They knew Corbyn’s policies were popular, so attacked the man but never broke him. Despite being an affluent hippy-dippy granddad (who definitely looks more in place on his allotment than in the struggle for state power), Jeremy Corbyn embodied the strength and resolve of the industrial working class. It took the organisation and mobilisation of the party’s professional class to finally defeat the Corbyn project. They exploited low levels of engagement in trade union democracy by the membership to sacrifice the party’s chance of victory on the altar of the European Union.
Within the Labour Party, the popular politics of redistributive economic change, were undermined by the deeply unpopular politics of the European free market. Shadow Brexit Secretary Keir Starmer lined up with the likes of Alistair Campbell and the cringeworthy People’s Vote campaign to sabotage Labour’s prospects. Going into the 2019 election, Corbyn was successfully pressured by those around him to adopt a second referendum policy; electorally, it was the equivalent of asking the working class: have you considered the possibility that you are just stupid and bigoted?
The working class answered with a resounding no, and rightly refused to vote for the party that sold them out. Labour lost, Corbyn finally bowed to pressure to leave, and Keir Starmer took over. Four years on, towards the end of the sitting Government’s term, Starmer’s apparatchiks have successfully maneuvered against the possibility of entering another election with a suicidal second referendum policy, promoted by Alistair Campbell. After all, it was never about the EU. It wasn’t even about defending the legacy of pre-2008 neoliberalism like it was for Campbell. It was about defeating the radical programme of Corbyn’s Labour in the name of electability, signaling fiscal responsibility. A tacit acknowledgment of the fundamentally undemocratic nature of capitalism.
So, now that the sensible politicians have retaken Labour, we can study how a successful party is run. Starmer leads a party that has had to strip itself of its very politics in order to attain power, sustained on perpetual compromise instead. Compromise itself becomes the very politics and belief becomes naivety. Politics not as a vehicle for social change but an exercise in battering compliance into the hopeful. A symbiotic relationship with apathy, where the absence of hope sustains the careers of the faceless cretins fed into the party machine, who in turn dispel hopelessness into the population.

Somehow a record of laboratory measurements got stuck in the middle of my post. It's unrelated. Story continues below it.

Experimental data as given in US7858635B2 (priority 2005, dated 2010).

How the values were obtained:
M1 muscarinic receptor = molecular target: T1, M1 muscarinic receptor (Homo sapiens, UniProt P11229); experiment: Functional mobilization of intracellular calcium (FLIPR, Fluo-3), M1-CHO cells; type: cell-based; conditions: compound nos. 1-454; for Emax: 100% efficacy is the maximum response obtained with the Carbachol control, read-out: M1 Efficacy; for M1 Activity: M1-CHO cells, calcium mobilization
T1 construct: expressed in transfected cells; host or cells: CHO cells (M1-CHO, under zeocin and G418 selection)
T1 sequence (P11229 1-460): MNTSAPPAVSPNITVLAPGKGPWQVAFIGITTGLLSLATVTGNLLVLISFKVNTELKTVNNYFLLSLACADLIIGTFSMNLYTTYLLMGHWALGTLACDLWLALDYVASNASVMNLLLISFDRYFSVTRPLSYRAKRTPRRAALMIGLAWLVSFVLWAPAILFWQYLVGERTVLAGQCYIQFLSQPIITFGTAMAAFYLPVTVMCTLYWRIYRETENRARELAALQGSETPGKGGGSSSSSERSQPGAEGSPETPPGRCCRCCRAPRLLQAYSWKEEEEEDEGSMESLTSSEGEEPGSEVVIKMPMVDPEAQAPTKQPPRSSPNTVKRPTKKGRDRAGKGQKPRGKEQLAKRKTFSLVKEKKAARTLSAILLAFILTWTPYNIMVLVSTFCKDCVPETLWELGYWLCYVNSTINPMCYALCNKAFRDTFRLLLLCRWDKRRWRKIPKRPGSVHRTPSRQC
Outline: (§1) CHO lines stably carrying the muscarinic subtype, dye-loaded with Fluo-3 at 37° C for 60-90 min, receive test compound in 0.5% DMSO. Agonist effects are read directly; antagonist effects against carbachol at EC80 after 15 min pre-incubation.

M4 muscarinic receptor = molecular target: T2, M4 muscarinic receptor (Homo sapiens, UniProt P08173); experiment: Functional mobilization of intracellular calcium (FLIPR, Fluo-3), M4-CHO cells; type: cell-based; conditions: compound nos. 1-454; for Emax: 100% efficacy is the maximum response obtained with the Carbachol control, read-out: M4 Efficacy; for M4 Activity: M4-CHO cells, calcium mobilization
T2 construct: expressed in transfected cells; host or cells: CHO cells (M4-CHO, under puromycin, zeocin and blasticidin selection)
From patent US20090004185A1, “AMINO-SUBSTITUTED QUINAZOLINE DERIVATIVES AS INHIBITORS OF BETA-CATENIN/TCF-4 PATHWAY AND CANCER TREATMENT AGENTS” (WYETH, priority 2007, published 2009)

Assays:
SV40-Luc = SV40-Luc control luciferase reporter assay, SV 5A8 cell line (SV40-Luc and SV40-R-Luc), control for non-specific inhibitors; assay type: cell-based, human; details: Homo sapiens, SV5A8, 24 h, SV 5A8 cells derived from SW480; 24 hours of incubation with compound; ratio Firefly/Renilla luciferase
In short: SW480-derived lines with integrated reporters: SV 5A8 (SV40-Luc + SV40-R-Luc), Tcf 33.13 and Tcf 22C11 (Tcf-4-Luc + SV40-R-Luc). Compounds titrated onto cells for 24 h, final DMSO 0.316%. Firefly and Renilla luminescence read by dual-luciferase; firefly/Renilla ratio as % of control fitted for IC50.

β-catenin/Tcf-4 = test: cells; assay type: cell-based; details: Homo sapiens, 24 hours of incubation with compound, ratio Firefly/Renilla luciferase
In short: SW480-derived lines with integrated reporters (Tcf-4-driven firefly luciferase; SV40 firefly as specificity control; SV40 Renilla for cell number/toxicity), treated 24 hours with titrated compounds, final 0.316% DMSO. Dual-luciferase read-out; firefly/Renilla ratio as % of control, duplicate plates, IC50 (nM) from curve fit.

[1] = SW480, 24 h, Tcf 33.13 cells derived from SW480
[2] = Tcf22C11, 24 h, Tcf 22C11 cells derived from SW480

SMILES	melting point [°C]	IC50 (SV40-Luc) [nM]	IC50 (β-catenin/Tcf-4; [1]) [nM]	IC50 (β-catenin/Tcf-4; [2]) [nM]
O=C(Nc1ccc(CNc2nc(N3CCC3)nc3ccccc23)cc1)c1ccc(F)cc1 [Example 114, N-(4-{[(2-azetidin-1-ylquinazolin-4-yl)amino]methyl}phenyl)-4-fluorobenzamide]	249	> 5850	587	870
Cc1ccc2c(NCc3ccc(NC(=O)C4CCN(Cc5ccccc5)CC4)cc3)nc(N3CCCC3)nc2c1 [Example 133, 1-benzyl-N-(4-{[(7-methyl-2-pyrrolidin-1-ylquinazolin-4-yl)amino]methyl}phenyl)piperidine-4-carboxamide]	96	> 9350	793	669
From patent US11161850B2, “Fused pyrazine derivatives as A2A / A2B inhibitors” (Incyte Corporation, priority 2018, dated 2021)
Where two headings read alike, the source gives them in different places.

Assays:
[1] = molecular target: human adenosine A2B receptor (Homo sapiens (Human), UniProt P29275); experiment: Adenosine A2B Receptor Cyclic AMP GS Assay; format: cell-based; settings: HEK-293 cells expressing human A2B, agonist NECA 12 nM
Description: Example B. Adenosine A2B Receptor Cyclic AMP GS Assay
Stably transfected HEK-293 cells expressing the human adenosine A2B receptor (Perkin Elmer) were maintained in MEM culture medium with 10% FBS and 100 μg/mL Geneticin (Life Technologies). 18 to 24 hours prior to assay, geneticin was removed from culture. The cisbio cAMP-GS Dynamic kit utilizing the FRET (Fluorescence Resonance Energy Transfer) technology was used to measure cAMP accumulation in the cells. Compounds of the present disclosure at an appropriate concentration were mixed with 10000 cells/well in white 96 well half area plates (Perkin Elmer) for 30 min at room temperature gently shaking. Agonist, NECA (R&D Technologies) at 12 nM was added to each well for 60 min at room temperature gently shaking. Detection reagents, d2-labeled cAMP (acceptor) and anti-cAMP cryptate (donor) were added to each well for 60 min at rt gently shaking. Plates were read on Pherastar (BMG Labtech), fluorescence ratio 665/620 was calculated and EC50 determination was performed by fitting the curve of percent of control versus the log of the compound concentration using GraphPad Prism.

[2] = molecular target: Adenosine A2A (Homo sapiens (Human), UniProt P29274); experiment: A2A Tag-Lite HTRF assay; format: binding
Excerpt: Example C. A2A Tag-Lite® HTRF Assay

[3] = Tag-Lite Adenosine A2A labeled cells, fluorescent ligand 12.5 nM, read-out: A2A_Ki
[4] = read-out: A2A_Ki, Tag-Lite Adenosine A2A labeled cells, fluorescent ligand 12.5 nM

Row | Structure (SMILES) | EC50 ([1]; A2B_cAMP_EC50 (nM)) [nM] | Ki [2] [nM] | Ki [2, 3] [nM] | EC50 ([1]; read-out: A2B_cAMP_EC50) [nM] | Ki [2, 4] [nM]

If Labour’s new friends in the establishment trumpet them into a semblance of power, the problem begins with what they do with it. They inherit the general crisis of capitalism and a population of people unwilling to accept the status quo Labour have bound themselves to. There are no policies any party, even Corbyn’s, could introduce to hold back the tides facing global capitalism. The end of the dominance of the petrodollar, the rise of China and the cultural malaise of the West will influence political decision making more than any manifesto or party conference.
The future of the Labour Party will be determined by the real, entrenched power that survives each metamorphosis British capitalism undergoes. The power that acts to save itself when under threat, perpetuating the generalised apathy that prevents the rise of dormant power in the population.
However, in closing down the establishment channels for popular discontent, working people fight now where they have real power, the workplace and the community. We now see the wave of mass industrial militancy and wide trade union participation so desperately missing in the Corbyn period. The act of going on strike itself is a deeper level of political participation than joining the Labour Party.
While lasting change at the ballot box has been scuppered, the majority of people still demand real change and are making deeper sacrifices to achieve it for themselves. It’s time to reject the apathy and malaise projected onto us by the establishment’s custodians in the Labour Party and find better leaders for the working class than Keir Starmer. The official leaders of Unite and the RMT have led our class in the absence of the Labour Party or a mass Communist Party. No doubt a wider berth of leadership is being developed in the thousands of workplace and community battles going on ignored by Labour.
In 1997, working people believed in the Labour government. It felt like things really were about to get better and in some ways, they did. The party’s defence of the detested neoliberal world order, has relegated it to a dependence on apathy, rather than hope. The possibility exists then for a mass political project than builds and projects power, rather than consigns us to dejection and victim-hood.
In 2023, no one is buying what Labour isn’t really selling and Keir Starmer faces an uncertain future if he is to lead a nation in decline. For him then, things can only get worse.
Michael Roch is a member of the YCL’s Lancashire branch.